Furthermore, in water chemistry, parts per million can be expressed as:

ppm = amount dissolved in 1 liter in grams x 1000

To illustrate the tiny quantities involved, 1 part per million can be thought of as one second occurring in every 11 days and one part per billion as 1 second in every 31 years and 8 months!

For higher concentrations, the units can be expressed in parts per thousands, or percentages by weight or volume:

0.1% = 1 ppth = 1 g/l = 1 gl-1

Molarity

The Mole is a convenient unit which is used to compare different chemical elements and compounds. It is based on the Relative Atomic Mass of each atom which is different for each element. The mass of any atom is made up essentially from Protons and Neutrons with each of these particles having an effective mass of 1. The weight of an electron is negligible. 1 mole of any substance, therefore, is simply its atomic or molecular mass in grams, i.e., atomic or molecular weight.

For example:

A.      1 mole of Sodium would be 23 g (Na has 11 protons and 12 neutrons)

B.      1 mole of Potassium Chloride would be 74 g (the atomic weight of K is 39 and relative weight of Cl is 35)

C.      46g of Sodium would be equivalent to 2 moles of Na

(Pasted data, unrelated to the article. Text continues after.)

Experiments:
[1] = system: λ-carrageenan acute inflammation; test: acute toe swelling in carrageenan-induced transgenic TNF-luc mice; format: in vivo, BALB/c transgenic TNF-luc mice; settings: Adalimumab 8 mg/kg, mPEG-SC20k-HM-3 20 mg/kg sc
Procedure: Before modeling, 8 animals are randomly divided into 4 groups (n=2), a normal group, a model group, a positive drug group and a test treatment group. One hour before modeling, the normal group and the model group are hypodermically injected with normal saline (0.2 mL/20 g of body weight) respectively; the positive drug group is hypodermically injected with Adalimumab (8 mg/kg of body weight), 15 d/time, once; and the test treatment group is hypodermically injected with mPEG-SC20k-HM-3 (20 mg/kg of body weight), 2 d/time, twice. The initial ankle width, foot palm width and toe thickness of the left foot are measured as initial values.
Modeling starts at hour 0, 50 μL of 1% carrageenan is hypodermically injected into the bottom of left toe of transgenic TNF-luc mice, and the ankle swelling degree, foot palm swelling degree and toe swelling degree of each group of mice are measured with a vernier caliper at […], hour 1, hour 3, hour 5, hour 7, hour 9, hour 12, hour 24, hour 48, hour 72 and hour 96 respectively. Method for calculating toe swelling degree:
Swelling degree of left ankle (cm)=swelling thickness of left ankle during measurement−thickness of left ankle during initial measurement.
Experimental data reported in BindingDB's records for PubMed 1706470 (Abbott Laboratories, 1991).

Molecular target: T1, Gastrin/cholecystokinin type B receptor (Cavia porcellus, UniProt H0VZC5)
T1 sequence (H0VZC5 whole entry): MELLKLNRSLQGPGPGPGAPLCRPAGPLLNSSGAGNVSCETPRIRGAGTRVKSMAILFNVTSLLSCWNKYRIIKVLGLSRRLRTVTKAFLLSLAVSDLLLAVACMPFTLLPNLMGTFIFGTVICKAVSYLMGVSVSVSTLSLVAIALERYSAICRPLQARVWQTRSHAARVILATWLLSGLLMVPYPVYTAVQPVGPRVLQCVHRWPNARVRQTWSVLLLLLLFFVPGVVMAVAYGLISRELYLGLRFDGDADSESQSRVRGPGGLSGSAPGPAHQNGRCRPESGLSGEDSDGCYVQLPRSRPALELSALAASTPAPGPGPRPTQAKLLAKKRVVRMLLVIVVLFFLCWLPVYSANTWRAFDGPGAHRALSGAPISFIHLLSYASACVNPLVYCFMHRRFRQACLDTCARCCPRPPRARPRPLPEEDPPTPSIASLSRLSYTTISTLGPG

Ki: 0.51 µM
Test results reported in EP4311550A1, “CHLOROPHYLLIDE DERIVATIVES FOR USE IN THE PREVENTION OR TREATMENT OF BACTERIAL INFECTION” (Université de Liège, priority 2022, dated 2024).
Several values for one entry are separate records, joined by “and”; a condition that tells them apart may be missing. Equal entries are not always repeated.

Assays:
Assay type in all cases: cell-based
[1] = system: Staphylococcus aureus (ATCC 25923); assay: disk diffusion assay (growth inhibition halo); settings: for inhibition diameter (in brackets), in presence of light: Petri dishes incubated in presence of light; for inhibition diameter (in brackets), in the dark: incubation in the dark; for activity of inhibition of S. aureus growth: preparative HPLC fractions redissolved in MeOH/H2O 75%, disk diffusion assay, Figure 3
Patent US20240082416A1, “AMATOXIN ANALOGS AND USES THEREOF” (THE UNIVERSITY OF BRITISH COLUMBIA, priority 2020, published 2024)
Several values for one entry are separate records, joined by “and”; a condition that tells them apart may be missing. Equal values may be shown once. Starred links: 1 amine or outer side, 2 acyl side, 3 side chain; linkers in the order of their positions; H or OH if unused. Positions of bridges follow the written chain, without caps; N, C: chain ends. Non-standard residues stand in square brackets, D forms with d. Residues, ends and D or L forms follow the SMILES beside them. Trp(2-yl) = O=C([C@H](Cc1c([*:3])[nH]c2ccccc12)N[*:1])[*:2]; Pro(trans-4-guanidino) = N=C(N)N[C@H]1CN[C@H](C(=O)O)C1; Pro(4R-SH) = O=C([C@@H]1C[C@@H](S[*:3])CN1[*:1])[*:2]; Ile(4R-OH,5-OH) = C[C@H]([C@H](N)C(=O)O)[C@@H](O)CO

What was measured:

The Molarity of solutions is determined by the weight of solid equivalent in moles dissolved in 1 liter of solution.

For example:

A.      Molar Potassium Chloride solution would be 74g of solid KCl dissolved in 1 liter of solution.

B.      0.1M KCl would be 7.4 g dissolved in 1 liter of solution.

Instrument Calibration

Chemical analyzers may be scaled in measurement units directly by the probes or system, e.g. measuring Ammonia (NH3). They may also be scaled in terms of an associate element or compound, e.g. Ammonia may be expressed in terms of Nitrogen (N), or Ammonium (NH4+). The choice of unit depends on the application or industry.

Ammonia has a total molecular mass of 17. Nitrogen has an atomic mass of 14. Therefore, every 17g of NH3 contains 14 g of N or a ratio of 1.21:1 NH3 to N. Therefore, for an Ammonia (NH3) instrument scaled 1-100 ppm as N, the probe would actually be detecting 1.2 – 120 ppm NH3.Similarly, Phosphate (PO43-) analyzers can also be scaled as phosphorous, (P). The ratio of PO43- to P is 95/31 or 3.06:1.

For a nitrate (NO3-) the ratio of NO3- to N is 4.42:1.

p Scale

The concentrations of ions in solution can be arranged in ascending order or scale, the most widely known scale being pH which is used to express the hydrogen ion concentrations in terms of acidity and alkalinity. In this case the ‘p” in pH comes from the German word ‘Potenz’ meaning power and, ‘H’ from the concentration of Hydrogen ions in solution. Similarly, other p scales exist for other ions. For example, pOH, pNa, pCl, etc.

The relationship between a p-scale and the concentration of a specific ion is the negative logarithm of the concentration of the ion.

pION = -log10[ION]       where [ION] is the concentration of that ion.

For example:

A.      2 pH is equivalent to 1 x 10-2 grams of hydrogen ions in a liter of solution.

B.      4 pNa is equivalent to 1 x 10-4 grams of sodium in a liter of solution.

Analytical Instrumentation Specialist's